Bonnie Rideout, |
(Maggie's Music, 1996)
There are quite a few albums on the market commemorating Celtic music and women. Usually, that means if you play the music, you'll hear women singing the tunes. But that's not the way Bonnie Rideout decided to do it (although, admittedly, she is a woman) on Kindred Spirits. Instead, the Maryland-based fiddler chose a playlist of tunes which were mostly written by men who were inspired by women.
Neat concept, eh?
Although it's true to say the album features Bonnie's fiddle throughout, it's also true that she didn't put herself on a pedastal during its recording. Bonnie has gathered a talented crew of musicians for this album and she uses them heavily throughout. Eric Rigler, for instance, takes the spotlight for a portion of the "Mrs. Gunn's Strathspey/Sweet Molly/The Wise Maid" set, meshing his uilleann pipes nicely with Rideout's fiddle and Chris Caswell's pennywhistle.
The next set, "Miss Gordon of Park/Craigellachie Lasses/The Honourable Mrs. Drummond of Perth's Delight," features Rideout playing over a nice backdrop of cittern and guitar, both played handily by Robin Bullock. "Thogail a' Bhuntat (To lift the potatoes)/Do Chrochadh Thoill Thu (You deserve to be hanged)/Ugi Nan Hu 'Smo Thriall Dachaidh/Air No. 41" starts of slowly and somberly, then picks up with the lively addition of bodhran (Caswell) and cello (Abby Newton) and, lastly, a return of the uilleann pipes (Rigler).
Rideout accompanies herself on the mournful, despairing tune "Highland Mary," playing melody on the viola and adding layers of fiddle for a fuller sound. She then continues the somber mood on "O' a' the Airts/My Luve's Like a Red, Red Rose," bringing the cello back and adding Caswell for some lovely accompaniment on the wire-strung Celtic harp.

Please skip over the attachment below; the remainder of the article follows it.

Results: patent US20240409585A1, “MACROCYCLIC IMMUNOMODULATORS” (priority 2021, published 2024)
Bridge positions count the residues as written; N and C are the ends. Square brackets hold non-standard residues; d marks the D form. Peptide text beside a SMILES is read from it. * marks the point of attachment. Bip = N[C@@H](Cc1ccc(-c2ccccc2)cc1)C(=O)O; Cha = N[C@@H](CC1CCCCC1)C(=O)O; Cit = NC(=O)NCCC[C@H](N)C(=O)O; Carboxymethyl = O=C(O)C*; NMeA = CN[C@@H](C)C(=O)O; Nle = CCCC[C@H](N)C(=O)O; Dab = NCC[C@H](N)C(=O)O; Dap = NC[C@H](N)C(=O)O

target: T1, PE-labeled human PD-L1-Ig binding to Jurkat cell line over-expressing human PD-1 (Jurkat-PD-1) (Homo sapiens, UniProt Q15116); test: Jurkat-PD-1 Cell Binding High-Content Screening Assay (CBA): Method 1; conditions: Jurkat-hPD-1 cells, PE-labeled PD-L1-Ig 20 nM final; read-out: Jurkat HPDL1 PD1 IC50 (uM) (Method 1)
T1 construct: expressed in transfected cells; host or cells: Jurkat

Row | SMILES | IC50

"Miss Elspeth Campbell," a popular march for bagpipers, is reinvented as a sprightly fiddle tune, then Rigler brings in the Highland pipes and Caswell provides the martial drums ... all in all, a very nice balance of instruments and probably my favorite track on the album. Bullock launches "Mrs. Stewart's Strathspey/My Wife's a Drunkard/Miss Susan Cooper/Annie Shand Scott" with some deft finger-picking on the guitar before Rideout comes in. The set builds slowly, growing livelier as each instrument -- bodhran, uilleann pipes, whistle and cello -- joins the fray.
The final track, "Kindred Spirits," is a Rideout original. This lengthy fiddle solo (11:33) is an elegant composition written "as a eulogy to Scots women who have passed on the legacy of honest hard work and pride in their own traditions," and it serves very well to cap off an outstanding album.
With 12 sets in all, Kindred Spirits is a solid album with a strong presentation. While billed as a "Scottish fiddle" album, there's a whole lot more going on here than just the fiddle. And, while Rideout's playing is excellent, the mix of instruments she's created makes the package all the more pleasurable to hear. The only flaw -- and, admittedly, this speaks more to my own personal preferences than any weakness in the album itself -- is the preponderance of slow tunes to fast. Next time, Bonnie, give us more of the rollicking jig sets!
(And a personal aside: It was nice to see Rideout credit Jim Fegley for the care of her instrument, since Fegley is the same knowledgeable craftsman who recently sold me my own new fiddle!)
[ by Tom Knapp ]